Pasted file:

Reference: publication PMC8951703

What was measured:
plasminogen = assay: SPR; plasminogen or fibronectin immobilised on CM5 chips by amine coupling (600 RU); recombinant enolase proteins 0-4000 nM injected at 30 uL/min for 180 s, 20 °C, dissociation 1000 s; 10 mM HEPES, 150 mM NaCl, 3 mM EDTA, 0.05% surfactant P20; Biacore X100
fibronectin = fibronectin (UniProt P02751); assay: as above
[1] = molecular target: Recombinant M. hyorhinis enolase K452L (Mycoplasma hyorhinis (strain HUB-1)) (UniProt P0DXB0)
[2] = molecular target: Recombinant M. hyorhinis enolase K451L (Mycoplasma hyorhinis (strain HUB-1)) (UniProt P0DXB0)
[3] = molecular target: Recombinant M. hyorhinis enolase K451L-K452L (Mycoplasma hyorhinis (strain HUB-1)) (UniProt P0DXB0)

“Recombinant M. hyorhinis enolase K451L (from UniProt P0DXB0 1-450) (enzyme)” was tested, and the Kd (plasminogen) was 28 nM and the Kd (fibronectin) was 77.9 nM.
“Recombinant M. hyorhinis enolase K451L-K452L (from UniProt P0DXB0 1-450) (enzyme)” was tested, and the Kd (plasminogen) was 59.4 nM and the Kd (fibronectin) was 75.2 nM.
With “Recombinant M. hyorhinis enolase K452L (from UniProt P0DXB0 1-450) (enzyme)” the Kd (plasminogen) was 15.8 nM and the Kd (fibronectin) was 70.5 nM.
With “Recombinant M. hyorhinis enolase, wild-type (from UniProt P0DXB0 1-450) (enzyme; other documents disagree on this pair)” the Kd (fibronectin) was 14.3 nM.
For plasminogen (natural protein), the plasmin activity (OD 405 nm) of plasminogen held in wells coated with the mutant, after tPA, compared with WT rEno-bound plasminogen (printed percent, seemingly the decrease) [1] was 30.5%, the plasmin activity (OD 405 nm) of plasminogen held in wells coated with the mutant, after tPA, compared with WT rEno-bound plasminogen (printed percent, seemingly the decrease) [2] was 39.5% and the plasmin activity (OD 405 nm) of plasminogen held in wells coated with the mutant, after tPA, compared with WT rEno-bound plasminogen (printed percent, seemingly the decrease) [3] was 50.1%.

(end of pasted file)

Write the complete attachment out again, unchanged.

Reference: publication PMC8951703

What was measured:
plasminogen = assay: SPR; plasminogen or fibronectin immobilised on CM5 chips by amine coupling (600 RU); recombinant enolase proteins 0-4000 nM injected at 30 uL/min for 180 s, 20 °C, dissociation 1000 s; 10 mM HEPES, 150 mM NaCl, 3 mM EDTA, 0.05% surfactant P20; Biacore X100
fibronectin = fibronectin (UniProt P02751); assay: as above
[1] = molecular target: Recombinant M. hyorhinis enolase K452L (Mycoplasma hyorhinis (strain HUB-1)) (UniProt P0DXB0)
[2] = molecular target: Recombinant M. hyorhinis enolase K451L (Mycoplasma hyorhinis (strain HUB-1)) (UniProt P0DXB0)
[3] = molecular target: Recombinant M. hyorhinis enolase K451L-K452L (Mycoplasma hyorhinis (strain HUB-1)) (UniProt P0DXB0)

“Recombinant M. hyorhinis enolase K451L (from UniProt P0DXB0 1-450) (enzyme)” was tested, and the Kd (plasminogen) was 28 nM and the Kd (fibronectin) was 77.9 nM.
“Recombinant M. hyorhinis enolase K451L-K452L (from UniProt P0DXB0 1-450) (enzyme)” was tested, and the Kd (plasminogen) was 59.4 nM and the Kd (fibronectin) was 75.2 nM.
With “Recombinant M. hyorhinis enolase K452L (from UniProt P0DXB0 1-450) (enzyme)” the Kd (plasminogen) was 15.8 nM and the Kd (fibronectin) was 70.5 nM.
With “Recombinant M. hyorhinis enolase, wild-type (from UniProt P0DXB0 1-450) (enzyme; other documents disagree on this pair)” the Kd (fibronectin) was 14.3 nM.
For plasminogen (natural protein), the plasmin activity (OD 405 nm) of plasminogen held in wells coated with the mutant, after tPA, compared with WT rEno-bound plasminogen (printed percent, seemingly the decrease) [1] was 30.5%, the plasmin activity (OD 405 nm) of plasminogen held in wells coated with the mutant, after tPA, compared with WT rEno-bound plasminogen (printed percent, seemingly the decrease) [2] was 39.5% and the plasmin activity (OD 405 nm) of plasminogen held in wells coated with the mutant, after tPA, compared with WT rEno-bound plasminogen (printed percent, seemingly the decrease) [3] was 50.1%.